A quick primer about Sound and Marine Mammals

Sound is likely the most important sensory medium for fully aquatic marine mammals. Sound travels approximately 5x as fast as in air, and due to water's high elasticity, can travel further distances underwater (particularly at low frequencies).

Sound is a vibrational energy. The speed of vibration corresponds to a sound's pitch, or frequency. The volume of a sound of a particular frequency is a function of the strength of that vibration, which to a receiver translates into pressure. A parcel of sound rarely contains just one frequency, but a range of frequencies, each with a corresponding amplitude. Because it is difficult to work in terms of pressure, acousticians use a log scale that relates the pressure of the sound of interest to a standard pressure. Underwater, that standard pressure is 1 µPa (micro-pascal) measured at a distance of 1 m away from the sound's source. The units of the log scale are decibels, or dB. Thus decibels, as they relate to amplitude, are meaningless unless you include to which reference they refer. A complete assessment of volume should always be of the form "X dB re 1 µPa at 1 m".

There are several ways to characterize a sound. The three most popular are the spectrum (frequency versus amplitude), a waveform (time versus amplitude), and a spectrogram (time versus frequency, with amplitude coded as a grey scale within the graph).

You will be familiar with the concept that a sound decreases in amplitude the further away from its source. This is due to wavefront spreading, which underwater can happen in two ways: spherically (up to a range equivalent to the depth of the water for that area), or cylindrically (for ranges beyond a range equivalent to the depth of the water for that area). Each type of spreading results in a loss in energy, termed TL (transmission loss), measured in dB, that is mathematically quantifiable:

TLspherical = 20 log R (when R < depth of water)

TLcylindrical = 15 log R (when R > depth of water)

Thus the received level of a sound (RL) can be calculated in terms of the original source level (SL) and TL.

RL = SL - TL

The ocean has two types of sound: specific signals of interest to the researcher, and non-specific signals. The latter category can be quantified as ambient noise, which is variable between sites depending on localized sources such as shipping traffic, and biologics. To detect a deliberate signal, it must be detectable above ambient noise. In other words, ambient noise acts to mask a signal. (Liken this to trying to hear someone's conversation on the other side of a interstate highway&emdash;if there were no cars generating noise, the conversation would be easily detectable. However, the noise of the cars&emdash;ambient noise&emdash;masks the conversation). Noise most effectively masks a signal when the frequencies of the two sounds closely match. When in the same frequency domain, a signal becomes non-detectable if its amplitude is the same or less than that of ambient noise (referred to as a Signal to Noise Ratio of unity).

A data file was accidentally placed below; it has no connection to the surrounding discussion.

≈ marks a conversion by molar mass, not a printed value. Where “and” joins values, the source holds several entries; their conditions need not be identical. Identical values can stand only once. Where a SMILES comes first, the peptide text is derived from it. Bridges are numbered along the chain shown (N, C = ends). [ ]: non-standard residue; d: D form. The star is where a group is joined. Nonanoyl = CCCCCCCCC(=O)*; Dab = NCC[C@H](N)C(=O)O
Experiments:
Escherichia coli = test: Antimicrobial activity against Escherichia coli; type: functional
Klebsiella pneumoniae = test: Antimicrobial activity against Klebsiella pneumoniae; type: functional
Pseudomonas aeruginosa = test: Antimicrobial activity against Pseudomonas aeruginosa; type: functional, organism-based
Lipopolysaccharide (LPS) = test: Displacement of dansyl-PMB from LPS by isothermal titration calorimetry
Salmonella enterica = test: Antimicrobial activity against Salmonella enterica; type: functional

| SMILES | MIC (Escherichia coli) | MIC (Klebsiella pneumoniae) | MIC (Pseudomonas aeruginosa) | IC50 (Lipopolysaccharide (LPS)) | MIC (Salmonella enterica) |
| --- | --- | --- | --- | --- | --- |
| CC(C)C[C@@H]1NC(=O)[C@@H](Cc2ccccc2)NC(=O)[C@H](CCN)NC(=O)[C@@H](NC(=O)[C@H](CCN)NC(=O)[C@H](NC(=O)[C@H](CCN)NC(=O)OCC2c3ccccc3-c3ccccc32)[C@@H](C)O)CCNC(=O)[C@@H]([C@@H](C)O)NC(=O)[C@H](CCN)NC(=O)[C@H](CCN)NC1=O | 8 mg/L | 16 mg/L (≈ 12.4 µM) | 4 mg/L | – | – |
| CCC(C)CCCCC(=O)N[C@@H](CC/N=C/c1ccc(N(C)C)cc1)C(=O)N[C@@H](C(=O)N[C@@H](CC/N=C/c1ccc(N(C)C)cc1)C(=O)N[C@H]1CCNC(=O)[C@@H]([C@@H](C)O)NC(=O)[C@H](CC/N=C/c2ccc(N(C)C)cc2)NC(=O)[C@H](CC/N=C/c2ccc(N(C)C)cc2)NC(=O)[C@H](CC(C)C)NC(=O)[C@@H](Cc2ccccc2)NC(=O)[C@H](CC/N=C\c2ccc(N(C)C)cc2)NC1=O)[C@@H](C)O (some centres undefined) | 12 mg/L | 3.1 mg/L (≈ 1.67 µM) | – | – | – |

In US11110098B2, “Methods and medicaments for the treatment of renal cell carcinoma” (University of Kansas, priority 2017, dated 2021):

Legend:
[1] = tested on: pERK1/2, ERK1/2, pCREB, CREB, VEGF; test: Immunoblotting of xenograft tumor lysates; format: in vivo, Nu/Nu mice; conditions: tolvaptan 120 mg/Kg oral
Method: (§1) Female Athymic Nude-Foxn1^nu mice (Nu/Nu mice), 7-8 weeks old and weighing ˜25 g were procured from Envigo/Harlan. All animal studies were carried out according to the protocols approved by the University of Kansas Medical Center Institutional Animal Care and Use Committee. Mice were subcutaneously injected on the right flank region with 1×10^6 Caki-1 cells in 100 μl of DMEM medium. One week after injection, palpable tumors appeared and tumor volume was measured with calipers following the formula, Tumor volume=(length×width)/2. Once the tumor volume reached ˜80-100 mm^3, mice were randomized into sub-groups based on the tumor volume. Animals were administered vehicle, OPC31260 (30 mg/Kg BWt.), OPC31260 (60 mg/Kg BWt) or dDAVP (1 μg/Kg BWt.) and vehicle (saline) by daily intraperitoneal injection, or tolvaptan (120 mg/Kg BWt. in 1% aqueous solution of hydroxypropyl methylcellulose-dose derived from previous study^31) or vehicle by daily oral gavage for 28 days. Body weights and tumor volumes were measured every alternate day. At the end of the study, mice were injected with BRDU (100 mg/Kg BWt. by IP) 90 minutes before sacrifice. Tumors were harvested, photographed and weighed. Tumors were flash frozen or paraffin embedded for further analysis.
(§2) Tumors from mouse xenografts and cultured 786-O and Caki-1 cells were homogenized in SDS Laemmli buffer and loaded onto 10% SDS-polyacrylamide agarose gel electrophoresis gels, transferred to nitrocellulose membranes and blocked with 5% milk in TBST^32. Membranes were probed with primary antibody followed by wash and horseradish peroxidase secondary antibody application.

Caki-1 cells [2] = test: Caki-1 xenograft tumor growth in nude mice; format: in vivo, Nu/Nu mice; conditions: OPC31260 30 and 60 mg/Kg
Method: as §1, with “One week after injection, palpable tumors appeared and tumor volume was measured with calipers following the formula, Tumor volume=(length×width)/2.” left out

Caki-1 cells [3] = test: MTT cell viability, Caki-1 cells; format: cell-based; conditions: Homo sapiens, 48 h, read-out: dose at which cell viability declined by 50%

The issue of detection against a noise background is further complicated by the nature of the receiving array (i.e., an organism's hearing apparatus). In situations of potentially masking noise (of a frequency that corresponds to the signal of interest), most arrays can still not detect the signal if its only a small amplitude above the noise level. The level a signal has to be above ambient noise in order to be detectable is referred to as a Critical Ratio. Critical ratios are species specific.

Finally, in order to detect a sound, the receiving array has to be sensitive to that specific frequency: most animals have an optimum frequency sensitivity, outside of which the threshold of detection increases (in other words, the sound has to be louder to be audible). Outside of a particular range of frequencies, sounds may not be audible to a species at all. Sound sensitivity for a species is characterized by an audiogram, that charts frequency by the volume (dB) of a frequency required to be heard (the threshold).

Other primers:

the following links will download .pdf files for specific acoustics topics as handled by the sound analysis program, Canary. The below text and downloads are taken from the program's website, with permission. If you need the .pdf viewer, visit here.

Digital Representation of Sound provides a brief explanation of how sound is represented digitally. An understanding of the basic principles introduced here (such as digital sampling, sampling rate, and sample size) will be helpful in using Canary or any other sound analysis software.

A Biologist's Introduction to Spectrum Analysis, provides some conceptual background for making and interpreting spectrograms and spectra with Canary. It introduces the short-time Fourier transform (STFT), the mathematical technique used by Canary for making spectrograms. A second aim of this appendix is to explain some of the limitations and tradeoffs intrinsic to spectrum analysis of time-varying signals. The discussions in this appendix assume a basic understanding of how sound is recorded and represented digitally. If you are not already acquainted with concepts such as sampling rate and amplitude resolution (sample size), read Appendix A.

Sound Amplitude Measurements provides a summary of the relationships among sound power, sound intensity, and sound pressure. These quantities are sometimes confused, in part because all three are often expressed as levels using a decibel (dB) scale. First we define each quantity and explain how they are related to each other. We then explain the use of a dB scale to express relative levels of power, intensity, and pressure. An understanding of the basic principles introduced here will be helpful in using Canary. This appendix is not intended to be a comprehensive review of any aspect of the physics of sound; further references are provided.